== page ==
United States District Court, D. Nevada
October 20, 2014
ANTHONY BAILEY, et al., Plaintiffs,
CPT. RICH SUEY, et al., Defendants.
C. W. HOFFMAN, Jr., Magistrate Judge.
This matter is before the Court on Plaintiff Anthony Bailey's Motion to Compel (#120), filed September 18, 2014, and Defendants' Response (#121), filed October 6, 2014. Plaintiff did not file a timely reply.
By way of his current motion, Plaintiff Anthony Bailey seeks an order compelling Defendants to produce several items pursuant to what he has identified as his "combined discovery requests" made pursuant to Federal Rules of Civil Procedure 33, 34, and 36. Specifically, he requests that Defendants produce: (1) EPA reports prior to construction by an unnamed company on the jail facility, (2) photographs of all vents in the "north tower" on floors 2-9, certified by an entity not employed by the jail, (3) copies of Nevada Revised Statutes governing the Clark County Commissioners and Sheriff's responsibilities for maintenance of jail facilities, (4) identities of all correctional officers who have made presumptive disease claims based on work in the jail, and (5) copies of certain sections of the Las Vegas Metropolitan Police Department's forensic quality manual.
Defendants oppose the motion on several grounds. First, they assert that Plaintiff did not make any effort to meet and confer or otherwise personally consult with Defendants prior to filing the motion. Second, they note that the motion does not set forth the text of the discovery originally sought and the responses thereto. Third, they assert that Plaintiff did not serve proper discovery requests and, even if he had, the requests are either irrelevant or seek production of information not in the custody, possession, or control of Defendants. For these reasons, Defendants request that the motion be denied as both procedurally and substantively flawed.
The Court agrees with Defendants. Plaintiff's motion is both procedurally and substantively flawed and will be denied. Plaintiff is a frequent litigator and is well aware that, though proceeding pro se, he is not relieved from complying with all applicable rules. Courts broadly construe pleadings filed by pro se litigants, but even pro se litigants must comply with the Federal Rules of Civil Procedure. See e.g. King v. Atiyeh, 814 F.2d 565, 567 (9th Cir. 1987). Pro se litigants are not treated more favorable than parties with attorneys of record, and are expected to abide by the rules of the court in which the litigation proceeds. Carter v. Comm'r of Internal Revenue, 784 F.2d 1006, 1008 (9th Cir. 1986).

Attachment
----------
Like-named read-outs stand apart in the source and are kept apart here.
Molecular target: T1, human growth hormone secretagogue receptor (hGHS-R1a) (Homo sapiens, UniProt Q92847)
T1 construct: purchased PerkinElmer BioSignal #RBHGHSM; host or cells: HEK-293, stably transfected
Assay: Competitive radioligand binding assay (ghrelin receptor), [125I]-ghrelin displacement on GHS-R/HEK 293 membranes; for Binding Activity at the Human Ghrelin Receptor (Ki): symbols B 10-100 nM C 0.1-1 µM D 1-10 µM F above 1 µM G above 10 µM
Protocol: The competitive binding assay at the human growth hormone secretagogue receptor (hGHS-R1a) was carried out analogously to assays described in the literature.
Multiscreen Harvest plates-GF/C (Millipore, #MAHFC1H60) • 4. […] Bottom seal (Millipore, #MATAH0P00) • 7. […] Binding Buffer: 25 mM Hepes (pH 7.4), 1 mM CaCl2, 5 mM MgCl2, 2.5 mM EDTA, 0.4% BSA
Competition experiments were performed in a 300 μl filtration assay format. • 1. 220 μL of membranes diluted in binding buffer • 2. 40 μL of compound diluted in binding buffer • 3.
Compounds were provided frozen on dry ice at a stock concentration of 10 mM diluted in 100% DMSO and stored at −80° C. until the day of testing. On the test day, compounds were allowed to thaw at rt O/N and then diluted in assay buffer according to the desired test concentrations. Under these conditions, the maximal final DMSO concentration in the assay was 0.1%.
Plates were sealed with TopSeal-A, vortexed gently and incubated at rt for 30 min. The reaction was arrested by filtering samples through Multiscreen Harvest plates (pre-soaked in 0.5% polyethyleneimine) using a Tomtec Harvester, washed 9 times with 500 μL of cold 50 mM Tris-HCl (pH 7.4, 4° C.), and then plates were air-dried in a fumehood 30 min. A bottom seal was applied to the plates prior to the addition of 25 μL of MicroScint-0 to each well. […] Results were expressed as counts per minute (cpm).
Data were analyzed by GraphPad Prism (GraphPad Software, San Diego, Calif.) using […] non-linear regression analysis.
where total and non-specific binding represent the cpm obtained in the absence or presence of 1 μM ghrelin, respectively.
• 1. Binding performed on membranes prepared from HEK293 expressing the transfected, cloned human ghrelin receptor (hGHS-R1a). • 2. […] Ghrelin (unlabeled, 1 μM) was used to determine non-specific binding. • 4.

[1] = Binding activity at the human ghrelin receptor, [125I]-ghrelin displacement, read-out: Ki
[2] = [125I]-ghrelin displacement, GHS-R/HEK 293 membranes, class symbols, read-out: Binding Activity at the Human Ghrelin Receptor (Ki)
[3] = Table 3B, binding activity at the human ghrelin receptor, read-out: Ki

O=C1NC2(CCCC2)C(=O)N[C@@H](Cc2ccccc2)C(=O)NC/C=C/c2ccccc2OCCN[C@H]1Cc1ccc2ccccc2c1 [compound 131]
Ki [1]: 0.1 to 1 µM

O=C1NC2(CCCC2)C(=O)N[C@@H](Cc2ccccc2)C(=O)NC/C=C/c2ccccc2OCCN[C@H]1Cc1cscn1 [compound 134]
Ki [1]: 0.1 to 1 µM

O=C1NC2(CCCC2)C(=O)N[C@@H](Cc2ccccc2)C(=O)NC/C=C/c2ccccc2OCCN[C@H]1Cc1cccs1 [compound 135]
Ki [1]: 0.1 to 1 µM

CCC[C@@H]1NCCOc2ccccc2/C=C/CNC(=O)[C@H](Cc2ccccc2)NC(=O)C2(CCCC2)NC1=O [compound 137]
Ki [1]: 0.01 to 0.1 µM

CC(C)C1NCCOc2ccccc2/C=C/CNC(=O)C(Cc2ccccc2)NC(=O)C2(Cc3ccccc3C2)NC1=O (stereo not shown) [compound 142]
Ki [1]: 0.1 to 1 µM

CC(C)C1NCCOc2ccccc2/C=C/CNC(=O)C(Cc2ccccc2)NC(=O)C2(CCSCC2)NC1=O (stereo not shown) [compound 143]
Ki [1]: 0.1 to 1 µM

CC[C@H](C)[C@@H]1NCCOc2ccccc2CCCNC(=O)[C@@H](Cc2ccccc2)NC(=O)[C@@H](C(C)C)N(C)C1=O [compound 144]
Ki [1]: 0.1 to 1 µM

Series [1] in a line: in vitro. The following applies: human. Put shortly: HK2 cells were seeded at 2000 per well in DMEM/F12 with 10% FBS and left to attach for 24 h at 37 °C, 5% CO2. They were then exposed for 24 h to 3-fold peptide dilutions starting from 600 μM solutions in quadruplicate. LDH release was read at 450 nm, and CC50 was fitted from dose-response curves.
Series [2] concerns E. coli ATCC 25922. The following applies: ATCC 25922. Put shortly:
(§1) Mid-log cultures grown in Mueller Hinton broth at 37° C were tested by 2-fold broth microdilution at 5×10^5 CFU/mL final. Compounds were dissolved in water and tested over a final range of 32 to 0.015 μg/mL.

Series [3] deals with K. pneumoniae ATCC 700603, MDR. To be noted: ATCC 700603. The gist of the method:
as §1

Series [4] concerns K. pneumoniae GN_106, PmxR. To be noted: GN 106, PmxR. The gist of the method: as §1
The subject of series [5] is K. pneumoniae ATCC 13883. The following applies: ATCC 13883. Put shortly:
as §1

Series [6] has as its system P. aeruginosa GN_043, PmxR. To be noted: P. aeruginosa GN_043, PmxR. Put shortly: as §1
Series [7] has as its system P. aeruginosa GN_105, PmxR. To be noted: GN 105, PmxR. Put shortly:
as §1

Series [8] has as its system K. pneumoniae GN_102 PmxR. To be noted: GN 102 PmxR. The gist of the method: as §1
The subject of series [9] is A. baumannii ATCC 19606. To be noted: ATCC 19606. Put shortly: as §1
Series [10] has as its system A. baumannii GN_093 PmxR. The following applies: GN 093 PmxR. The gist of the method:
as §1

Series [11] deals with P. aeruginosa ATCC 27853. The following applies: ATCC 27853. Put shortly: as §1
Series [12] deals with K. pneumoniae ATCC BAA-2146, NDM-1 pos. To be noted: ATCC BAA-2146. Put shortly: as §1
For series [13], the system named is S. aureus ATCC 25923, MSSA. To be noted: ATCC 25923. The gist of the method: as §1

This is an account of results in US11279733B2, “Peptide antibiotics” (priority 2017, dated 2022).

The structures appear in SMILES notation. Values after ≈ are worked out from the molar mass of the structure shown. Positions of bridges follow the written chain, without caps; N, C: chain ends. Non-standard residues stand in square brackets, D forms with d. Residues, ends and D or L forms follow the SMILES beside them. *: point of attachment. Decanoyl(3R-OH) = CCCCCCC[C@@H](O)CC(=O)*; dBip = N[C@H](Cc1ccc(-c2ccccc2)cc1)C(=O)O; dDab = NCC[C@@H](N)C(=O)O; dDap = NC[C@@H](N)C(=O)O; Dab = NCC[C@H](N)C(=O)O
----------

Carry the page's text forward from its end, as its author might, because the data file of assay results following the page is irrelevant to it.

A party seeking to compel disclosures or discovery must certify that he "has in good faith conferred or attempted to confer with the person or party failing to make disclosure or discovery in an effort to obtain it without court action." Fed.R.Civ.P. 37(a)(1). This Court's Local Rules require a moving party to personally consult with the person or party failing to make disclosure or discovery prior to bringing any discovery motion. Local Rule 26-7(b). Both the meet and confer requirement of Rule 37 and the personal consultation requirement of LR 26-7(b) serve important purposes. Compliance is required "to lessen the burden on the court and reduce the unnecessary expenditure of resources by litigants, through the promotion of informal, extrajudicial resolution of discovery disputes." Nevada Power v. Monsanto, 151 F.R.D. 118, 120 (D. Nev. 1993). The consultation obligation "promote[s] a frank exchange between counsel to resolve issues by agreement or to at least narrow and focus matters in controversy before judicial resolution is sought." Id. In order to serve its purpose, parties must "treat the informal negotiation process as a substitute for, and not simply a formal prerequisite to, judicial review of discovery disputes."
The undersigned is mindful that Plaintiff is incarcerated, which necessarily limits the potential formats for accomplishment of the consultation process. However, it does not eliminate the requirement that it be satisfied. In the normal case, the Court would expect the parties to meet and confer either in person or telephonically prior to the motion being filed. It has long been true that, absent compelling circumstances, the mere exchange of letters has long been seen as insufficient to satisfy the "personal consultation" requirement. See e.g., Hunter v. Moran, 128 F.R.D. 115 (D. Nev. 1989). Normally, the exchange of letters is an "inadequate means" through which counsel may attempt to confer. However, where one of the parties is a prisoner, as here, the court does not require in-person meetings and instead allows the prisoner and defense counsel to meet and confer by telephone or by exchanging letters. There is nothing to suggest that Plaintiff satisfied the conferral requirement prior to filing this motion and, consequently, the motion is denied for failure to comply with the requirements of Rule 37(a)(1) and Local Rule 26-7(b).
Defendants are further correct that Plaintiff has not set forth in full the text of the discovery originally sought. The only identifiable discovery requests are attached as an exhibit and are limited to Rule 36 requests, to which Defendant responded. There are no Rule 33 or Rule 34 requests that have been set forth, nor does it appear there are any that have been propounded. Consequently, the motion is denied under Local Rule 26-7(a) as well.
Having determined that Plaintiff's motion should be denied for failure to comply with the foregoing rules, the Court declines to address the substance of the documents Plaintiff seeks to compel.
Based on the foregoing and good cause appearing,
IT IS HEREBY ORDERED that Plaintiff's Motion to Compel (#120) is denied.